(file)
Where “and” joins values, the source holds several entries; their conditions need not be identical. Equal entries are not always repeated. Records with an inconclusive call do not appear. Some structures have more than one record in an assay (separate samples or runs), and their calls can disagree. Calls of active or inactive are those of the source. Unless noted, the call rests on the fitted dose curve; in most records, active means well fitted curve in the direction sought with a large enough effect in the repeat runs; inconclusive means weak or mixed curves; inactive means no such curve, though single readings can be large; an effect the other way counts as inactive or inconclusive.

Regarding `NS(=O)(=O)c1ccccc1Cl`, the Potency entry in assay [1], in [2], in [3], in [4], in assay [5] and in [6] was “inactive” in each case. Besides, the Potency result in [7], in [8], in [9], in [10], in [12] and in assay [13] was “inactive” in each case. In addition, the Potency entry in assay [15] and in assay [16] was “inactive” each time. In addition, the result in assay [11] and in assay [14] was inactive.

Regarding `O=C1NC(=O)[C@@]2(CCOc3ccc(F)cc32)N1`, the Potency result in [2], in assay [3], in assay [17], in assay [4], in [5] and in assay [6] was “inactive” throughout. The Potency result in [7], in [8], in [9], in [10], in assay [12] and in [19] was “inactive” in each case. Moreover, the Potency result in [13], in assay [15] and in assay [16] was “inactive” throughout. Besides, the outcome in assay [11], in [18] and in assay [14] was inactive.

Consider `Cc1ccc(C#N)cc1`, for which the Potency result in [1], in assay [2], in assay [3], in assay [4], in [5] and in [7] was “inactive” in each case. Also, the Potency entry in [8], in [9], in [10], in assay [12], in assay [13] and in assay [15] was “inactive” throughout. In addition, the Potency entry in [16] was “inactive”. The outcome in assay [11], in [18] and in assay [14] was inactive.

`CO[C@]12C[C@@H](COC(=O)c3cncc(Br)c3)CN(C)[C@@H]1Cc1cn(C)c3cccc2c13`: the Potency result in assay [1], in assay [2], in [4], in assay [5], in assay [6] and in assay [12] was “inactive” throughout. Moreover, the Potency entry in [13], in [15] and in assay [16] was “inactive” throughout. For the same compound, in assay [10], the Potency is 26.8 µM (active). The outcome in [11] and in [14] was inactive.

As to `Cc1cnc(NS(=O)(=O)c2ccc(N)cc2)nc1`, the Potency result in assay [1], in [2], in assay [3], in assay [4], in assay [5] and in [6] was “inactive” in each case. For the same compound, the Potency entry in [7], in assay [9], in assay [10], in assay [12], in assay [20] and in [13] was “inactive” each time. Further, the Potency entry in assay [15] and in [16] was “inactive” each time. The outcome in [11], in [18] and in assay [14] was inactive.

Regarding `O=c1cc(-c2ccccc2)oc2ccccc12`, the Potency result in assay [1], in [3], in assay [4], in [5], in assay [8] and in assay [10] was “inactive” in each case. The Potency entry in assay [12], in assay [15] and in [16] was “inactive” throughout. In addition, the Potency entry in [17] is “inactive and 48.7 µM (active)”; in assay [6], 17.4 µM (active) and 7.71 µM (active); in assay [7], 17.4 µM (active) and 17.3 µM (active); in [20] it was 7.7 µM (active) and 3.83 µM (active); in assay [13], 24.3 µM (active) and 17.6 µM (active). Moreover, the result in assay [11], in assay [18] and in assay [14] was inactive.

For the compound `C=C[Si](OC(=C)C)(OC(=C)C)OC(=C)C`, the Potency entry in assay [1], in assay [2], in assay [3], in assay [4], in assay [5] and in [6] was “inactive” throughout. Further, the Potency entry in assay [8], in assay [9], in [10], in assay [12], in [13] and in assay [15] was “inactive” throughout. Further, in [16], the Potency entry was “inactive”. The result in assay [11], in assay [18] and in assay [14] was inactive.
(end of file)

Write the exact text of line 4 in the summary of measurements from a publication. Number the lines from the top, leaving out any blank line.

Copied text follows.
Consider `Cc1ccc(C#N)cc1`, for which the Potency result in [1], in assay [2], in assay [3], in assay [4], in [5] and in [7] was “inactive” in each case. Also, the Potency entry in [8], in [9], in [10], in assay [12], in assay [13] and in assay [15] was “inactive” throughout. In addition, the Potency entry in [16] was “inactive”. The outcome in assay [11], in [18] and in assay [14] was inactive.